On top of these habitat-related threats, Canada Warblers and many other aerial insectivores have had to contend with declining insect populations across the Northeast for years. Insect declines are poorly understood, but are thought to be related to historic pesticide use and disappearing wet habitats.

Canada Warblers are also thought to be particularly susceptible to collisions with buildings and other infrastructure, being night-time migrants and residing in low shrubby areas during the day. Along their migration route, where birds may temporarily reside in parks and other urban green spaces, birds are also at risk of predation by roaming cats.

A red maple swamp with fallen trees and layered understory, another example of Canada warbler breeding habitat. Photo by Joshua Mayer

Voluntary Stewardship vs Regulation

So now what? By accepting the federal Recovery Plan, the province has technically fulfilled most of its legal obligations under the Endangered Species Act.  However, this doesn’t necessarily translate into meaningful conservation for the Canada Warbler. The federal plan provides minimal guidance for actions that could be taken in Nova Scotia. Moreover, recovery planning works best when there is good information available to inform specific targets and actions that operate on a transparent timeline, something lacking in Nova Scotia, and when there are citizen and organizational partners to take on the stewardship work. The federal Recovery Plan sets a short-term objective of halting the observed national decline by 2025, but it is unclear what role Nova Scotia should play in achieving this goal. Nova Scotia provides breeding habitat for a miniscule proportion of the entire Canada Warbler population. It is also unclear whether the Department of Natural Resources and Renewables intends to review this plan in 2022 when the federal plan should be reviewed or if they intend to review in 2026, 5 years after adopting the plan as required by provincial legislation (or ever… after all, we had to take them to court to get it done the first time.) Without identified core habitat and understanding around distribution to inform decision-making, it may be difficult to get our government to take action.

One high priority action recommended by the federal plan is the conservation of habitat deemed important for the Canada Warbler and its prey. In Nova Scotia, this could include prioritized protection, through any means, of small forested wetlands and wet mixed woods, particularly within large areas of other forest types far from development. One way of achieving this protection could be through the province’s protected areas system.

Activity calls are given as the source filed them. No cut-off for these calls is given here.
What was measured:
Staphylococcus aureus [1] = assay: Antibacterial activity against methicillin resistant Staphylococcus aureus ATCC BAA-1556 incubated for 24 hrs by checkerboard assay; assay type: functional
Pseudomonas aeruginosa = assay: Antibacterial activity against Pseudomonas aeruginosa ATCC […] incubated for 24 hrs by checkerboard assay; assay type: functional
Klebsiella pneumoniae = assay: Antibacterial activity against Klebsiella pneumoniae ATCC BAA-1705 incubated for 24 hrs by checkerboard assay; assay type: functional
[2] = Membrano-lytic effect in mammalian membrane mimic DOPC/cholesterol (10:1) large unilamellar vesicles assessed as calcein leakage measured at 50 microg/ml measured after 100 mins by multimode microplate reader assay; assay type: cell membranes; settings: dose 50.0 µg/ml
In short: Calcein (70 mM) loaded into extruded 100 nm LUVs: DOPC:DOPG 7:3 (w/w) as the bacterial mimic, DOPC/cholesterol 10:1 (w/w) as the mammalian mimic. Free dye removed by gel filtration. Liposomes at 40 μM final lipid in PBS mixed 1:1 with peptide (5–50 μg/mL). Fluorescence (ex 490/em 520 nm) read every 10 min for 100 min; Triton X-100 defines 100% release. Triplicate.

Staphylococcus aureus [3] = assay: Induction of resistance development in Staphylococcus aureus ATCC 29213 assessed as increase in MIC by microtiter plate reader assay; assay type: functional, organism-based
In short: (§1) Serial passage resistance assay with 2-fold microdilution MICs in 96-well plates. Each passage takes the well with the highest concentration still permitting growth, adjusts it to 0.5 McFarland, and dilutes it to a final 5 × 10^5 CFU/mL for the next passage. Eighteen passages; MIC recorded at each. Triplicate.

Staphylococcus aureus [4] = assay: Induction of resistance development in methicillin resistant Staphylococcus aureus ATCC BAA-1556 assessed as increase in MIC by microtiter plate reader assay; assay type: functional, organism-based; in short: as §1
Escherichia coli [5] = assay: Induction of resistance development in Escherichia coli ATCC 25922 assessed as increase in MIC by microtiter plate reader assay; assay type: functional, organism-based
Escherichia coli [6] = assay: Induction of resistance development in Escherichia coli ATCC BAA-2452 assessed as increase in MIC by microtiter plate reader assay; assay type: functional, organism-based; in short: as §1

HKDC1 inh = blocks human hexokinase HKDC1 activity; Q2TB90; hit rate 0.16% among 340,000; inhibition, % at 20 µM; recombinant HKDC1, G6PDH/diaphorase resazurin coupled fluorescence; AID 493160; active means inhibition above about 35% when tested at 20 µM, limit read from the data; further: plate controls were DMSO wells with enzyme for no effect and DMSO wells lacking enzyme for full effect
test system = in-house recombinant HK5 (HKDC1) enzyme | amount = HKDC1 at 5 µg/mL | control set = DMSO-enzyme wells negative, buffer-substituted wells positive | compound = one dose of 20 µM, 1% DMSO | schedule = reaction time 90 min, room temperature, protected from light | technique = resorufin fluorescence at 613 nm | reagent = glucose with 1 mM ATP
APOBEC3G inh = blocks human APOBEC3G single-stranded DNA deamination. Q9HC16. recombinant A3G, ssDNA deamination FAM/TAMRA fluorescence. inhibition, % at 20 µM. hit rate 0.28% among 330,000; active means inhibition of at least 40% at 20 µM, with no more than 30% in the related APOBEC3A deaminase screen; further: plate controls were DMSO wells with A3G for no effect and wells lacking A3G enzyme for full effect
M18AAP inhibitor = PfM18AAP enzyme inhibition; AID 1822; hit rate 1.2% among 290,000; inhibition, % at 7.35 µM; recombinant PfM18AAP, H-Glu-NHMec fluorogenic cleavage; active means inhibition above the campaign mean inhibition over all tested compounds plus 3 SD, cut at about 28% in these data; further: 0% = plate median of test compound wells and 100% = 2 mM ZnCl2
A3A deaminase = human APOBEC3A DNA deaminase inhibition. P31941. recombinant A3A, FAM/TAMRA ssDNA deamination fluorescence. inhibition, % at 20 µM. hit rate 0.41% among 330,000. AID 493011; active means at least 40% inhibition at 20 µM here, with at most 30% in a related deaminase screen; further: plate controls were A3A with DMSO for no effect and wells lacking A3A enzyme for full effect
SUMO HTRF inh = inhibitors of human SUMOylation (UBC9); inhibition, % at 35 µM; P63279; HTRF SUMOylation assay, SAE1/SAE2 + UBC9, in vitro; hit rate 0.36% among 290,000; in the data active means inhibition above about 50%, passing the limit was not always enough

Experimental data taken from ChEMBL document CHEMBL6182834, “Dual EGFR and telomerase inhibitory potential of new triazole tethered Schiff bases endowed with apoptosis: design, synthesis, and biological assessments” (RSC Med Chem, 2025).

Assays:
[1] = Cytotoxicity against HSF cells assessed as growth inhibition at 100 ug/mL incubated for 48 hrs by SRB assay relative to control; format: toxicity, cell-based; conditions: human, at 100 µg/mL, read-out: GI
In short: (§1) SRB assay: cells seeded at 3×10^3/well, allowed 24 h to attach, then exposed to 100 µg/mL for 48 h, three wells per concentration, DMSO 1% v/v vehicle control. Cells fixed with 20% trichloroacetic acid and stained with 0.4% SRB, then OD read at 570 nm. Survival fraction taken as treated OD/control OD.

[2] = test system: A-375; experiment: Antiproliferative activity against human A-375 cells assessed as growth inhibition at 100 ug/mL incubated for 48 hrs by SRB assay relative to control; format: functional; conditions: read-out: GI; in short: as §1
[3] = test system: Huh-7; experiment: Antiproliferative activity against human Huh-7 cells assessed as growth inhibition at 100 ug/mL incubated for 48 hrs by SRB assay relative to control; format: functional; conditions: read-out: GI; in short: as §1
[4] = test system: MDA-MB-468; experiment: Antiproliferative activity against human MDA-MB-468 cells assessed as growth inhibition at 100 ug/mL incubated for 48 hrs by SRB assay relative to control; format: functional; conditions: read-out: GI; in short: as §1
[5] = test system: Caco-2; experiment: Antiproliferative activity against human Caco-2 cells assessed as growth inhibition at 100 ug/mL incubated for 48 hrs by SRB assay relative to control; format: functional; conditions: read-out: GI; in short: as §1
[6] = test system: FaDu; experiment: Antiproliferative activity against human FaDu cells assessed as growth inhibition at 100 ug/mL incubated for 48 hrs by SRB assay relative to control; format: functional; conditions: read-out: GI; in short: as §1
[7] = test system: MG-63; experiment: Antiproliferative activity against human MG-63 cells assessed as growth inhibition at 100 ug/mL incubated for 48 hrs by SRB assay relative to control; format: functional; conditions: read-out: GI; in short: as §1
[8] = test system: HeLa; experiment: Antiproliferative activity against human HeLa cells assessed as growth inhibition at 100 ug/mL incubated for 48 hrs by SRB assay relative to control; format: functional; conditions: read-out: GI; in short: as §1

Nova Scotia recently celebrated identifying a total of 14% of lands suitable for formal protection, in tandem with designating a large number of public parcels that had been identified as priority conservation lands through the old Parks and Protected Areas Plan. Government then committed to meeting 20% protection by 2030, but, to date, hasn’t indicated what kind of process will be used to identify the next round of priority parcels. The last Parks and Protected Areas Plan relied heavily on conservation planning, departmental science, and consultation with industry groups to select sites, but lacked meaningful public consultation. Recognizing the value hobby birders and other naturalists can bring to conservation planning, we are hopeful that the next process (whenever it’s revealed) will include expanded consultation. In the meantime, we suggest the following areas for consideration, for their potential benefit to Canada Warblers and other forest-dwelling Species At Risk:

  • Public lands in the Head of St Margarets Bay area that would connect intact forests between the South Panuke Wilderness Area, nearby Nature Reserves, and Island Lake Wilderness Area
  • Public lands with intact or regenerating forests and small wetlands on the Aspotogan Peninsula, the South of Holden Lake Wilderness Area, North East of Cloud Lake Wilderness Area, around the Petite Bog Nature Reserve
  • Public lands with intact forests that would connect the Medway Lakes, McGill Lake, and Cloud Lake Wilderness Areas
  • Public lands with intact forests that would connect the Tusket River Wilderness Area and nearby Nature Trust lands to the Tobeatic Wilderness Area
  • Public lands connecting Waverley-Salmon River Wilderness Area, Dollar Lake Provincial Park, Whites Lake Wilderness Area, and Paces Lake Provincial Park
  • Tributaries of the Musquodoboit River within lands North of Ship Harbour Long Lake Wilderness Area
  • Intact forests, wetlands, and tributaries within public lands between the Saint Mary’s River and East River of Pictou

Another method for achieving effective Canada Warbler conservation could be the development of management practices and policies that would benefit Canada Warblers on both public and private lands. These are currently being tested on crown lands through the Dalhousie project entitled Conserving Habitat for Canada Warbler, Olive-sided Flycatcher and Rusty Blackbird in Nova Scotia.

Consider federal legislation. The federal Migratory Birds Convention Act is supposed to protect species like the Canada Warbler, but in reality it only offers legal protection to nests. Evidence of a breeding avian Species At Risk should prompt a temporary halt of forestry activity on public lands until at least August, but the bird needs to be known or breeding activity confirmed to land managers. In public forests, this management responsibility is shifted to the companies and groups holding forestry leases, meaning it’s often up to the companies themselves to self-report the birds’ presence – and there is considerable difference in the quality of the stewardship practices taken on by these groups. The Medway Community Forest Co-operative, for example, takes a preventive approach by implementing a “silent season” in the Spring where most forestry activities are paused to accommodate breeding activities on the public parcels they manage. While this practice may miss some species simply due to timing, it certainly offers a rare respite in a province where forestry dominates non-park lands. Similarly, forests managed by Mi’kmaq natural resources groups like Mi’kmawey Forestry may provide improved warbler habitat through the use of best practices that incorporate science and cultural values like Netukulimk. In other public forests, though, nests may be more likely to be missed or simply ignored, with federal law going unnoticed or unenforced. On private land, protection of nests and other habitat types depends on the landowner being both able to identify the birds and caring enough to amend their harvest plans to protect them. Nova Scotia does not employ a widespread Special Management Practice for the Canada Warbler like it does for certain other Species At Risk, though forestry and other best practice recommendations have been available since at least 2017 and there are experimental SMPs in place on volunteered public and private lands.